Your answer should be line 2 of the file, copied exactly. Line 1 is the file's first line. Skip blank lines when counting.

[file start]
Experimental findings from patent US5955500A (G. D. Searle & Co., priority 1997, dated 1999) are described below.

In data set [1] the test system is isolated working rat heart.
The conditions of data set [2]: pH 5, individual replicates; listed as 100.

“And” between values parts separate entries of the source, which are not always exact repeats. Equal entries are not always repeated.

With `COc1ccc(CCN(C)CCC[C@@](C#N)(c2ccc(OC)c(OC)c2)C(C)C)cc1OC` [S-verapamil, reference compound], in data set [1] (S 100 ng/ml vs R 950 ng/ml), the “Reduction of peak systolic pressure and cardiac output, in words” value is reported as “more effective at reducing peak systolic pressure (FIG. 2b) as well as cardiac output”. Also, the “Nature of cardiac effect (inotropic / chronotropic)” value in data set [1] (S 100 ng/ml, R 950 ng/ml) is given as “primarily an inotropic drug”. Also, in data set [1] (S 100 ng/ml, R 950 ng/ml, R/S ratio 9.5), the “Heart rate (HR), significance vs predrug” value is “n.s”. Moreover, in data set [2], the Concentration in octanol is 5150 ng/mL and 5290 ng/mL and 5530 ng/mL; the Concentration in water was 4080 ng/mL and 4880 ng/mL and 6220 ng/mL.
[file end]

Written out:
In data set [1] the test system is isolated working rat heart.